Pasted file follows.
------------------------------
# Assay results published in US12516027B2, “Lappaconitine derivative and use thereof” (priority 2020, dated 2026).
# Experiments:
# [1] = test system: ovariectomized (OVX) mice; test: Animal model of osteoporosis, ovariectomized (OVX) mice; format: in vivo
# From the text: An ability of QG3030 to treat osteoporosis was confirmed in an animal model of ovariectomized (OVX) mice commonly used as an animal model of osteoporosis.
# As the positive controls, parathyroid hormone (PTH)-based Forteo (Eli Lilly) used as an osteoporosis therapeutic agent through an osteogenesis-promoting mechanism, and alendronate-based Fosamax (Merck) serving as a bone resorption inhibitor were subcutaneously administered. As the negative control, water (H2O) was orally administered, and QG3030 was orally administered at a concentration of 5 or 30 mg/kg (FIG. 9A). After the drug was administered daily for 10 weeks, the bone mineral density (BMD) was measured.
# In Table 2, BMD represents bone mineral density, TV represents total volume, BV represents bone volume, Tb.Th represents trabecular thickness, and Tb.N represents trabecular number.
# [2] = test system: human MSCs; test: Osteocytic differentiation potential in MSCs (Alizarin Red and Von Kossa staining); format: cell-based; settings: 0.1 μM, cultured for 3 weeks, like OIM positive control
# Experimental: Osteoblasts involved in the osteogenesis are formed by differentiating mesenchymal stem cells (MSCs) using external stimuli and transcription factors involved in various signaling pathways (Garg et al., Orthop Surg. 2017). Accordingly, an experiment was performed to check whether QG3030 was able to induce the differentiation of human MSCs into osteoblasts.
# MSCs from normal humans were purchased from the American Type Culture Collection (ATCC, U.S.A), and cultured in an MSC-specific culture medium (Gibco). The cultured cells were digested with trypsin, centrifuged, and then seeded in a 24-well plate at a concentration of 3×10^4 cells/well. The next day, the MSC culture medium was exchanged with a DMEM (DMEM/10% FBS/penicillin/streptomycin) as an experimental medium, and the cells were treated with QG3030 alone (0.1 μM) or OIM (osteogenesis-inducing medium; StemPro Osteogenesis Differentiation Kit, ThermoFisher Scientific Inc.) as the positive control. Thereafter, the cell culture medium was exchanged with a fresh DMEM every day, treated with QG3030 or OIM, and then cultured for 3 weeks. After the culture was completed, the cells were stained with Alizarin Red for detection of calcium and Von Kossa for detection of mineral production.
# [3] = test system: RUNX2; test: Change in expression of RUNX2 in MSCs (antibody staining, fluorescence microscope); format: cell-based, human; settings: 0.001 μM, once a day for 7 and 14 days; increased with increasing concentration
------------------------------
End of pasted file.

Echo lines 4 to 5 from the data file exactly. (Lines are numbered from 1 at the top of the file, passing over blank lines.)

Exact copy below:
# From the text: An ability of QG3030 to treat osteoporosis was confirmed in an animal model of ovariectomized (OVX) mice commonly used as an animal model of osteoporosis.
# As the positive controls, parathyroid hormone (PTH)-based Forteo (Eli Lilly) used as an osteoporosis therapeutic agent through an osteogenesis-promoting mechanism, and alendronate-based Fosamax (Merck) serving as a bone resorption inhibitor were subcutaneously administered. As the negative control, water (H2O) was orally administered, and QG3030 was orally administered at a concentration of 5 or 30 mg/kg (FIG. 9A). After the drug was administered daily for 10 weeks, the bone mineral density (BMD) was measured.